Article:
Canada’s flagship savings programs — the Tax-Free Savings Account (TFSA) and the Registered Retirement Savings Plan (RRSP) — are both designed to offer tax benefits to savers across the country. The best strategy is to maximize the amount of money saved in both programs, but that’s simply not practical for most people.
With the rising cost of living and stagnant incomes across the country, setting aside thousands of dollars every year for decades may not be feasible. That means new investors, particularly young savers who’re just getting their careers off the ground, may have to pick between the two savings schemes.
With that in mind, here are two questions I think every young investor should ask themselves before making this critical choice and why I (an investor in my late 20s) prefer the TFSA.
Would you rather pay taxes today or later?
Perhaps the biggest difference between the two savings programs is the timing of taxation. Contributions to an RRSP are tax deductible, which means you can deduct the amount from your annual income to lower your tax burden right away.
TFSA contributions, meanwhile, are not tax deductible, but you avoid taxes on the growth of the investments and dividends or interest earned from them later.
As a younger saver, you’re probably just getting started with your career, which means you’re earning less than you hope to in the future. That means the tax deduction is less valuable to you than it is for an experienced professional with a six- or seven-figure salary.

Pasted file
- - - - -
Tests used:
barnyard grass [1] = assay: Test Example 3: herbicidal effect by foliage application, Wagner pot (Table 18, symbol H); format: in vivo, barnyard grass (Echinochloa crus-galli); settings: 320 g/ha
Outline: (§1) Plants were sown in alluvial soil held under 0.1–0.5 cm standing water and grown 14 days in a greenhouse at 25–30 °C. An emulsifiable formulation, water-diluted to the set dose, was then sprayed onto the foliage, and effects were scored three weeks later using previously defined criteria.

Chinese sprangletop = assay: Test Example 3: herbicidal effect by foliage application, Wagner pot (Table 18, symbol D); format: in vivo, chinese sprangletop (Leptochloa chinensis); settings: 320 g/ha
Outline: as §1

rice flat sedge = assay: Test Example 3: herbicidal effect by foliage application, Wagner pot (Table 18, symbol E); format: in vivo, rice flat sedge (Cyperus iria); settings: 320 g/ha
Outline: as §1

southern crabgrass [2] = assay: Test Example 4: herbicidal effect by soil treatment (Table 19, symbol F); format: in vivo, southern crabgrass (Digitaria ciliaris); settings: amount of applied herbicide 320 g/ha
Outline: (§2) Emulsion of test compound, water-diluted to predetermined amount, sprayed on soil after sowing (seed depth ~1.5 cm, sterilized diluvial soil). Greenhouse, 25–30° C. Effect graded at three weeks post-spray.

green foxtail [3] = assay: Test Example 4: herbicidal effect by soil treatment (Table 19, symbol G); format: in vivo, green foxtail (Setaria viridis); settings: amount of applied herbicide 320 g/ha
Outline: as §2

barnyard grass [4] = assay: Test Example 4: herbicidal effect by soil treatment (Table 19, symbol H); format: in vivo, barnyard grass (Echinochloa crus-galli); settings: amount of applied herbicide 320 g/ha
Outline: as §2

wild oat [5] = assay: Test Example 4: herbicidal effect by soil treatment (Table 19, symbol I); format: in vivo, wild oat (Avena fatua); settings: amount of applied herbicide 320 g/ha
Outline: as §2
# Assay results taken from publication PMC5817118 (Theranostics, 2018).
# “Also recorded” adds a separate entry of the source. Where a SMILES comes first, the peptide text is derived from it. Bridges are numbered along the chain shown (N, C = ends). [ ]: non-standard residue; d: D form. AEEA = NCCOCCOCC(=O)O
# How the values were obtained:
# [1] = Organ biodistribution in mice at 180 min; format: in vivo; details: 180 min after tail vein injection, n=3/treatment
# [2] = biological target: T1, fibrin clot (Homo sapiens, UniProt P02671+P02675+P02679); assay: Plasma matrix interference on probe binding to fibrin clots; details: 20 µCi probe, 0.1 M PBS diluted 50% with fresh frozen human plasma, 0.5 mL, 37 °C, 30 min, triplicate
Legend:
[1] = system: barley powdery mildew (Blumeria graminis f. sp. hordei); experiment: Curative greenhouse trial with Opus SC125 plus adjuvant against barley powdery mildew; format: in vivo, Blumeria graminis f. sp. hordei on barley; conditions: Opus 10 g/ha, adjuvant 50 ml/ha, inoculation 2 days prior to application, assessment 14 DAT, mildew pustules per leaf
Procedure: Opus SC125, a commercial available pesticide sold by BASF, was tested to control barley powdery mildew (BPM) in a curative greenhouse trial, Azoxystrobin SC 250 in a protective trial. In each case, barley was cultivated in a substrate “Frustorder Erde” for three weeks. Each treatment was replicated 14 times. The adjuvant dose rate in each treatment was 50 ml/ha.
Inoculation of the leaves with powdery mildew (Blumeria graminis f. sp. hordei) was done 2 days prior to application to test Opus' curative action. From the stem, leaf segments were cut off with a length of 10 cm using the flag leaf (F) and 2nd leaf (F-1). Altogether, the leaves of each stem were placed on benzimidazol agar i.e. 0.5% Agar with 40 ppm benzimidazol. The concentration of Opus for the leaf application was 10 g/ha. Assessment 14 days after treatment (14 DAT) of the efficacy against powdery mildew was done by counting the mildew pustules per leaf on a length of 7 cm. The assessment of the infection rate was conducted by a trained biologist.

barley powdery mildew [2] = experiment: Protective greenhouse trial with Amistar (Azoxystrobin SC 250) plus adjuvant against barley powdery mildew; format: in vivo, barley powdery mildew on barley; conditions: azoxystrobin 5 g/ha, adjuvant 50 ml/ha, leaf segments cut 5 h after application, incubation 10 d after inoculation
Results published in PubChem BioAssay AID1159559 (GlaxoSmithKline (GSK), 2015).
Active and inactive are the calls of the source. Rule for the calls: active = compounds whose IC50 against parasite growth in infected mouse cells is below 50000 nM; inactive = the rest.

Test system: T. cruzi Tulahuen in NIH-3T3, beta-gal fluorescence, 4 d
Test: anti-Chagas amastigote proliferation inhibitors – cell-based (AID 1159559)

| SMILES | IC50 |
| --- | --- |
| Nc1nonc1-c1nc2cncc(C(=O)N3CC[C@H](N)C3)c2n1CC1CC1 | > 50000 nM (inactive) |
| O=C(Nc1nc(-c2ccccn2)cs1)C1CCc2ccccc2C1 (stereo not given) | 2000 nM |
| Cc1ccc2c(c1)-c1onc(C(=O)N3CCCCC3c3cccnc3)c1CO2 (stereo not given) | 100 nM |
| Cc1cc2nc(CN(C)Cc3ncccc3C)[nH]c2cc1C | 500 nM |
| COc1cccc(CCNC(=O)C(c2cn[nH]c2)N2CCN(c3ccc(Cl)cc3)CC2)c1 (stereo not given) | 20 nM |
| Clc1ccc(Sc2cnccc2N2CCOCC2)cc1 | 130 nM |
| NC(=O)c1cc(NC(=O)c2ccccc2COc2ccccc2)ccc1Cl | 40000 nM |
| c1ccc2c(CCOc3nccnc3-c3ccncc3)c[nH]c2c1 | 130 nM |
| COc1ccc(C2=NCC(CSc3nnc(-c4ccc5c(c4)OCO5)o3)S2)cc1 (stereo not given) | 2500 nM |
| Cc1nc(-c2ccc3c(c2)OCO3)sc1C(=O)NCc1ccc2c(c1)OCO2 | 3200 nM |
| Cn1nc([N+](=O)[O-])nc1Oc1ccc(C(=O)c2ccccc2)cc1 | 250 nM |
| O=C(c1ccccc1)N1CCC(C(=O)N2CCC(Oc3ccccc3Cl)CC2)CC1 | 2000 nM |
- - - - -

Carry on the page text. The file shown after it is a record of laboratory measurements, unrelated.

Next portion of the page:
Also, since you’ve started saving early, the power of compounding will help your investments grow much larger, which means it’s more important to mitigate the tax effects on your capital gains later than your income today.
Are you saving for something other than retirement?
When you withdraw from an RRSP, the amount is added to your regular income for that tax year. However, withdrawals from the TFSA are more flexible and don’t add to your tax burden when you need the cash.
This makes the TFSA ideal for major expenses such as buying your first home, paying for a new car, or getting married. The flexibility of withdrawals is a key reason why the TFSA is more ideal for younger savers.
I’m in my late 20s with a mediocre income. As a potential homebuyer, I need access to cash that can be quickly deployed if or when I find a reasonably priced home in Toronto.
Also, if you’ve read any of my previous articles, you know that I prefer to invest in high-growth technology stocks that can rapidly expand my wealth in a few decades. With that in mind, it’s clearly better for me to invest in the TFSA before making any RRSP contributions.
Younger savers with lower incomes, more time for compounding wealth, and financial goals beyond retirement should probably pick the TFSA over the RRSP. However, the best strategy for any saver, regardless of age, is to maximize contributions to both programs.